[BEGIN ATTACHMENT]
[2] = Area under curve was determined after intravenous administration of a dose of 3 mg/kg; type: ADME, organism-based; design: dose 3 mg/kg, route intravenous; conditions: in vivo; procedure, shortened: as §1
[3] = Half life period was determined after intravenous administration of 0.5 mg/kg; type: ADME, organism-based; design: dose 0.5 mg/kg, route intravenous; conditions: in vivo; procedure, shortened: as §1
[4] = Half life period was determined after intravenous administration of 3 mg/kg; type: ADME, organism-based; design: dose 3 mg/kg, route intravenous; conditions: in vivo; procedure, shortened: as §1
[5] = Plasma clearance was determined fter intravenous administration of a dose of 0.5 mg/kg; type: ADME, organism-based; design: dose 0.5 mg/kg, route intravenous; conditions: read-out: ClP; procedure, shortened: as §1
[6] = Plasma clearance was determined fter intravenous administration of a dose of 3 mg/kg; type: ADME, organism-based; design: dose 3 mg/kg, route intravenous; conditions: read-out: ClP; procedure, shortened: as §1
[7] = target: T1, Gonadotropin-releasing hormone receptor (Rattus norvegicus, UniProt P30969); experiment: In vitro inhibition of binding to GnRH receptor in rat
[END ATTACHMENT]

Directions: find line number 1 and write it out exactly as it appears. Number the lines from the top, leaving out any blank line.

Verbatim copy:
[2] = Area under curve was determined after intravenous administration of a dose of 3 mg/kg; type: ADME, organism-based; design: dose 3 mg/kg, route intravenous; conditions: in vivo; procedure, shortened: as §1